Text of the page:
Tag Archives: éilitheoir

Cassidese Glossary – Heeler

For some time now, some of my on-line friends have advised me to provide a version of CassidySlangScam without the invective aimed at Cassidy and his supporters. In response to that advice, I am working on providing a glossary of the terms in Cassidy’s ludicrous book How The Irish Invented Slang with a short, simple and business-like explanation of why Cassidy’s version is wrong.

A heeler or ward heeler was the representative of a politician in the local community in American politics in the 19th and early 20th centuries. As Cassidy sneers: ‘The well-heeled editors of most Anglo-American dictionaries derive heeler from the heel of a shoe.’ In other words, the mainstream (and almost certainly correct) view is that a ward heeler who walked the ward making sure that the electorate were happy with the politician.

Cassidy claims that this word is really the Irish éilitheoir. Cassidy says that this is pronounced éló’r or h-ælór. This is Cassidy’s ad hoc personal system of transcription, so it makes little sense but I should point out that words beginning with a vowel are not pronounced with a h- sound in Irish, as Cassidy thought. The word éilitheoir would be pronounced aylihore. Its meaning is given by Ó Dónaill as:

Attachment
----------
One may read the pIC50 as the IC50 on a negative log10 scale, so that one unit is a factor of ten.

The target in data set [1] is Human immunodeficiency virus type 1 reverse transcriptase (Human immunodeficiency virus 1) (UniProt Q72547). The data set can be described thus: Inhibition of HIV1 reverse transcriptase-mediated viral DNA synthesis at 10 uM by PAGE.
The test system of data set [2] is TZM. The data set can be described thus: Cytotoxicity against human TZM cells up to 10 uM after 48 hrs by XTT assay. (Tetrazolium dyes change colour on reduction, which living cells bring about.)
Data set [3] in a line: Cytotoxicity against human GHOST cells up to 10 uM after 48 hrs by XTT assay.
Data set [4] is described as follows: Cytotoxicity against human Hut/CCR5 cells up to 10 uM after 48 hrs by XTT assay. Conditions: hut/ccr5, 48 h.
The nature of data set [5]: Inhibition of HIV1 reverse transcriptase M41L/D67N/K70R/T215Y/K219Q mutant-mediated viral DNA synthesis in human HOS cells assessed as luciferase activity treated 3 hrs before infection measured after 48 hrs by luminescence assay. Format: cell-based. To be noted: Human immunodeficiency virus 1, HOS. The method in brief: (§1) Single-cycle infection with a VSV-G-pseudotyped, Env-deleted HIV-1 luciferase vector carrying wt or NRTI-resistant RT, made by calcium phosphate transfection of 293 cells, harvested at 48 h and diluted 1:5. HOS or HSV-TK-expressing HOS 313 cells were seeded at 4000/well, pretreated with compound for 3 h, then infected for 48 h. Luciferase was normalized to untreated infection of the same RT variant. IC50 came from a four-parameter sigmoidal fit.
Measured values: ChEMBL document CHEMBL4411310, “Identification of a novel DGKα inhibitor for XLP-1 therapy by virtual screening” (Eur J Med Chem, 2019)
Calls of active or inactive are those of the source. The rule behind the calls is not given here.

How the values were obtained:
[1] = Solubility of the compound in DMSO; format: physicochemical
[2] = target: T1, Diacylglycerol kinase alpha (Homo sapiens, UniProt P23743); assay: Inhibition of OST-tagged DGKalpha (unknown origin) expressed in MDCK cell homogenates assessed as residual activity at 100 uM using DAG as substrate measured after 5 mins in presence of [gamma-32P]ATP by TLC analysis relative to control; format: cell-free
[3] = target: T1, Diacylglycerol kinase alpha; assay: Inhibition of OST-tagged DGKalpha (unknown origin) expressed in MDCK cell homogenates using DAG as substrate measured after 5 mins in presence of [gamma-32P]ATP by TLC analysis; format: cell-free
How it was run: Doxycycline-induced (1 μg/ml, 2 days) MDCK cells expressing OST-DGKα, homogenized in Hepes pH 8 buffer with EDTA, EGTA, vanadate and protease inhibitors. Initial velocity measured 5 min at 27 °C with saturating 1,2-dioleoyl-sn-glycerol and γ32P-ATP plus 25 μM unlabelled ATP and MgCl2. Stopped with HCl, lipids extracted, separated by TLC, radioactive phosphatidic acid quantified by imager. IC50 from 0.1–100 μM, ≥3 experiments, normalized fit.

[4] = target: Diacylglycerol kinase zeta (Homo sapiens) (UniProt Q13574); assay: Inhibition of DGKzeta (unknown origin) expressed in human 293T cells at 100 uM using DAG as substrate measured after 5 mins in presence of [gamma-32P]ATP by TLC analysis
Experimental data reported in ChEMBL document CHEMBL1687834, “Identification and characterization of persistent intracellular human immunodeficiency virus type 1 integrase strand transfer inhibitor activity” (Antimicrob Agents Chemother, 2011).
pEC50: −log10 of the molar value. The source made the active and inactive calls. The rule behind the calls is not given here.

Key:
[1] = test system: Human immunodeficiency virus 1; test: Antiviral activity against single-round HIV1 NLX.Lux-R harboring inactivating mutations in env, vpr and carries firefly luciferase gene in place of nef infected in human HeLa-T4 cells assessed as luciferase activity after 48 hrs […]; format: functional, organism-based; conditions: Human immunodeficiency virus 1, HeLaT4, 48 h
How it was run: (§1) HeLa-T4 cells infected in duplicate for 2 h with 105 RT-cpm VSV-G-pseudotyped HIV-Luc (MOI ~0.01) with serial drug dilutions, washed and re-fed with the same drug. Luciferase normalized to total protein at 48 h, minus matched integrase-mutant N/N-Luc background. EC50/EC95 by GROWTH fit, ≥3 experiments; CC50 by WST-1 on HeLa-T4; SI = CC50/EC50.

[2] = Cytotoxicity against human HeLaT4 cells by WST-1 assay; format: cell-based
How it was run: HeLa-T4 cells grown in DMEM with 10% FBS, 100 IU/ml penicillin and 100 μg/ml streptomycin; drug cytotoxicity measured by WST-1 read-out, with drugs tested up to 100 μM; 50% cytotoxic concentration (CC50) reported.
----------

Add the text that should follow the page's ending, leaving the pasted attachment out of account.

éilitheoir, m. (gs. -ora, pl. ~í).1. Claimant; claimer (ar, of). 2. Complainant, plaintiff.

Dinneen says that this is: éilightheoir, one who demands or charges; a petitioner, a suitor;

a creditor, a claimant : an accuser, a plaintiff.

This is a long way from Cassidy’s ‘one who demands or charges; a petitioner; a claimer; a friendly petitioner; a claimsman, an advocate; one who makes friendly inquiries about; one who visits in a friendly manner’.

The English heeler makes a lot more sense for someone who continually walked around the ward resolving issues. I cannot see why claimant or plaintiff or accuser would have anything much to do with the work of a ward heeler.

 

Ward Heeler

This is yet another crappy and ridiculous claim made in Daniel Cassidy’s book of fake Irish derivations for English terms, How The Irish Invented Slang. I don’t know much about this word, heeler, but apparently in American politics a ward heeler was the assistant to a politician and made sure that the grass roots support in the ward was kept sweet. This is obviously a reference to his walking around at the heels of the politician or perhaps his role bringing the electorate to heel. 

According to Cassidy, it comes from the Irish word éilitheoir. This word is defined by Ó Dónaill as claimant or as plaintiff, neither of which is very appropriate. It is the clear mark of a crank that they walk past an obvious and believable explanation in favour of a contrived and unbelievable one, and Cassidy did this all the time.